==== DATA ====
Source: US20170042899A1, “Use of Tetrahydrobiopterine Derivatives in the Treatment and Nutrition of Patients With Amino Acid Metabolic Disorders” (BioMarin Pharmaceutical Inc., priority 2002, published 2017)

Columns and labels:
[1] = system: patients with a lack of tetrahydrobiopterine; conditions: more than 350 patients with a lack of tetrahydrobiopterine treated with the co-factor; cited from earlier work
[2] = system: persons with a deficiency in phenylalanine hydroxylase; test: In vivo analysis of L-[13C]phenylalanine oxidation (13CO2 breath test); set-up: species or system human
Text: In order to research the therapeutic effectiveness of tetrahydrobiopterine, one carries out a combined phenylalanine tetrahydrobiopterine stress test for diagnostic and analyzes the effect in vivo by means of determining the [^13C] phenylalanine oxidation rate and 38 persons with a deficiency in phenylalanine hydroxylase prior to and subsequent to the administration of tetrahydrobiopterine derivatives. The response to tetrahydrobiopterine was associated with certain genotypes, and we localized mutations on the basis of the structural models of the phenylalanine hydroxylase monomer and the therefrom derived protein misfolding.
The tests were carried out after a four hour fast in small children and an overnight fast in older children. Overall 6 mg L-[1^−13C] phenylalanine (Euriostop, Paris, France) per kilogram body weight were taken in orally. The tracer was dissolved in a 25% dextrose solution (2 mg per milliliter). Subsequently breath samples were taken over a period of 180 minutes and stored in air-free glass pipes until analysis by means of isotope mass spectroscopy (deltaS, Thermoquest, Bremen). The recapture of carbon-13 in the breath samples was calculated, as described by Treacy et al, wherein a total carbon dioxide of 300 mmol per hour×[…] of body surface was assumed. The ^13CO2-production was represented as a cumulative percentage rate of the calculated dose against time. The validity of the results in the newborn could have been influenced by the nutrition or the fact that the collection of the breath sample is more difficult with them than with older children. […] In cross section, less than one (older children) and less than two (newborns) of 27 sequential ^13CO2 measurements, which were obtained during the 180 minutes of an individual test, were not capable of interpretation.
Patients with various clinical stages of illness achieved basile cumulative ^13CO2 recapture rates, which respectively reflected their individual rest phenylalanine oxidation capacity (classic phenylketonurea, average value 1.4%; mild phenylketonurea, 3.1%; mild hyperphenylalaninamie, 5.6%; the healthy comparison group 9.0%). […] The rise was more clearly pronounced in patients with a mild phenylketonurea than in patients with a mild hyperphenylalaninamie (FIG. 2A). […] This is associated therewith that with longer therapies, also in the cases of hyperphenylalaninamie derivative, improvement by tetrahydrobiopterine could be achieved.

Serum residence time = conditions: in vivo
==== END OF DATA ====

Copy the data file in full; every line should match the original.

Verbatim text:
Source: US20170042899A1, “Use of Tetrahydrobiopterine Derivatives in the Treatment and Nutrition of Patients With Amino Acid Metabolic Disorders” (BioMarin Pharmaceutical Inc., priority 2002, published 2017)

Columns and labels:
[1] = system: patients with a lack of tetrahydrobiopterine; conditions: more than 350 patients with a lack of tetrahydrobiopterine treated with the co-factor; cited from earlier work
[2] = system: persons with a deficiency in phenylalanine hydroxylase; test: In vivo analysis of L-[13C]phenylalanine oxidation (13CO2 breath test); set-up: species or system human
Text: In order to research the therapeutic effectiveness of tetrahydrobiopterine, one carries out a combined phenylalanine tetrahydrobiopterine stress test for diagnostic and analyzes the effect in vivo by means of determining the [^13C] phenylalanine oxidation rate and 38 persons with a deficiency in phenylalanine hydroxylase prior to and subsequent to the administration of tetrahydrobiopterine derivatives. The response to tetrahydrobiopterine was associated with certain genotypes, and we localized mutations on the basis of the structural models of the phenylalanine hydroxylase monomer and the therefrom derived protein misfolding.
The tests were carried out after a four hour fast in small children and an overnight fast in older children. Overall 6 mg L-[1^−13C] phenylalanine (Euriostop, Paris, France) per kilogram body weight were taken in orally. The tracer was dissolved in a 25% dextrose solution (2 mg per milliliter). Subsequently breath samples were taken over a period of 180 minutes and stored in air-free glass pipes until analysis by means of isotope mass spectroscopy (deltaS, Thermoquest, Bremen). The recapture of carbon-13 in the breath samples was calculated, as described by Treacy et al, wherein a total carbon dioxide of 300 mmol per hour×[…] of body surface was assumed. The ^13CO2-production was represented as a cumulative percentage rate of the calculated dose against time. The validity of the results in the newborn could have been influenced by the nutrition or the fact that the collection of the breath sample is more difficult with them than with older children. […] In cross section, less than one (older children) and less than two (newborns) of 27 sequential ^13CO2 measurements, which were obtained during the 180 minutes of an individual test, were not capable of interpretation.
Patients with various clinical stages of illness achieved basile cumulative ^13CO2 recapture rates, which respectively reflected their individual rest phenylalanine oxidation capacity (classic phenylketonurea, average value 1.4%; mild phenylketonurea, 3.1%; mild hyperphenylalaninamie, 5.6%; the healthy comparison group 9.0%). […] The rise was more clearly pronounced in patients with a mild phenylketonurea than in patients with a mild hyperphenylalaninamie (FIG. 2A). […] This is associated therewith that with longer therapies, also in the cases of hyperphenylalaninamie derivative, improvement by tetrahydrobiopterine could be achieved.

Serum residence time = conditions: in vivo